Deadly suicide blast rips through Shiite mosque on holy day
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A suicide bomber self-detonated outside a mosque in the south-eastern Iranian city of Chabahar on Wednesday, killing at least 39 people. The attack comes as Shiites marked the eve of the end of Ashura, one of the high points of the Shiite calendar.
AFP - A suicide bomber blew himself up at a Shiite religious procession in the Iranian city of Chabahar on Wednesday killing at least 39 people in the latest violence to rock the southeastern border region.
A pathologist cited by the official IRNA news agency said 38 bodies had been brought to the town's mortuary, among them women and children. A 39th casualty later succumbed to his wounds, the pathologist said.
The bomber struck in a central square where worshippers were taking part in a procession marking the eve of the last day of Ashura, Red Crescent official Mahmoud Mozafar told the ILNA news agency.
"An individual walked up to some Red Crescent ambulances and blew himself up," he said.
The governor of Sistan-Baluchestan province, Ali Mohammad Azad, said: "Two terrorists were killed, one in the explosion and the second by police."
The prefect of Chabahar, Ali Bateni, said a third terrorist was later arrested.
"There were two terrorists who were spotted before they carried out their attack but one of them managed to detonate his explosive vest," Bateni told IRNA.
"The ringleader of this terrorist action has been arrested."
The attack came on the eve of the final day of Ashura, one of the high points of the Shiite calendar when large crowds of worshippers gather in mosques across predominantly Shiite Iran.
But unlike most of the rest of the country, Sistan-Baluchestan where Chabahar is situated has a significant Sunni community and has seen persistent unrest in recent years by Sunni militant group Jundallah (Soldiers of God).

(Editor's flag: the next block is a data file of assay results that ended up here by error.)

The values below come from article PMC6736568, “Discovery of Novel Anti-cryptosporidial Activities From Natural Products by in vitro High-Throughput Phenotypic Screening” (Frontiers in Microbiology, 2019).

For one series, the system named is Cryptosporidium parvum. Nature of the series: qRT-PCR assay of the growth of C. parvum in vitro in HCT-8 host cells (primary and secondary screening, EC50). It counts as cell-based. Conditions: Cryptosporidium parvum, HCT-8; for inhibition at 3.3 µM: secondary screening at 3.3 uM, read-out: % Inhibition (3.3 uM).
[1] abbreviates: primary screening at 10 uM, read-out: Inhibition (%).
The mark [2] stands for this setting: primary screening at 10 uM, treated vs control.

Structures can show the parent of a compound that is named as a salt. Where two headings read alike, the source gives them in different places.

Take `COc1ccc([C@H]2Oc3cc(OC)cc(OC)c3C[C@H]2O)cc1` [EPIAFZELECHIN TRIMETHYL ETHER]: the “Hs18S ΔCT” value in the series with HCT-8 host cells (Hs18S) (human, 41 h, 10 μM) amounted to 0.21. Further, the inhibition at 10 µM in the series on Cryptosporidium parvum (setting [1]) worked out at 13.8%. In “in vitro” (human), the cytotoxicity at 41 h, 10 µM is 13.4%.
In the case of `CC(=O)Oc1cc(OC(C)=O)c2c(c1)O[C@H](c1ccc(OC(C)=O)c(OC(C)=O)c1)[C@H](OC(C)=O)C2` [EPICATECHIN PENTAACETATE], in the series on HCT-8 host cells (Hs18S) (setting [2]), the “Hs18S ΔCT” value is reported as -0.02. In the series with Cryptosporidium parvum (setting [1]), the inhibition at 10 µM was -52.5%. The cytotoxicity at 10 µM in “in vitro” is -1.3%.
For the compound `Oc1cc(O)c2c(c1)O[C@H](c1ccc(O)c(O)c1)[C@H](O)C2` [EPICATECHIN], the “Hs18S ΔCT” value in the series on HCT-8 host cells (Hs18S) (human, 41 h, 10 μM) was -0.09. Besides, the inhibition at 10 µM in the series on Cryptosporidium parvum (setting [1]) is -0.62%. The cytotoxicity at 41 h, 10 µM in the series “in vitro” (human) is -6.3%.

There was no immediate claim of responsibility for Wednesday's bombing but over the past decade, Jundallah has claimed many deadly attacks on Iranian security forces as well as assaults that have led to civilian deaths.
In July, it claimed responsibility for an attack on the Grand Mosque in the provincial capital Zahedan that targeted members of Iran's elite Revolutionary Guards Corps and killed 28 people.
Last month, the United States officially designated Jundallah a foreign terrorist organisation, drawing a cautious welcome from Iran which had previously accused Washington of supporting the group.
Iranian officials renewed the allegation on Wednesday.
The head of parliament's foreign affairs committee, Alaeddin Borujerdi, accused the "intelligence services of the United States and Britain" of being behind the attack, the ISNA news agency reported.
Deputy Interior Minister Ali Abdollahi said the "equipment used shows that they are terrorists supported by the intelligence services of the region and the US," IRNA reported.
The authorities have cracked down hard on Jundallah, arresting many suspected members and executing its leader Abdolmalek Rigi in June.
Rigi was captured in a dramatic operation in February while on a flight from Dubai to Kyrgyzstan, when Iranian warplanes forced the aircraft he was on to land in Iran.
A month before his execution, his brother Abdolhamid was also executed on charges of "terrorism."
The 10-day Ashura rituals, which climax in Iran on Thursday, commemorate the killing of Imam Hossein, a grandson of the Prophet Mohammed, by armies of the caliph Yazid in 680 AD. Tradition holds that the revered imam was decapitated and his body mutilated.
Shiites make up around 15 percent of Muslims worldwide. They represent the majority populations in Iraq, Iran and Bahrain and form significant communities in Afghanistan, Lebanon, Pakistan and Saudi Arabia.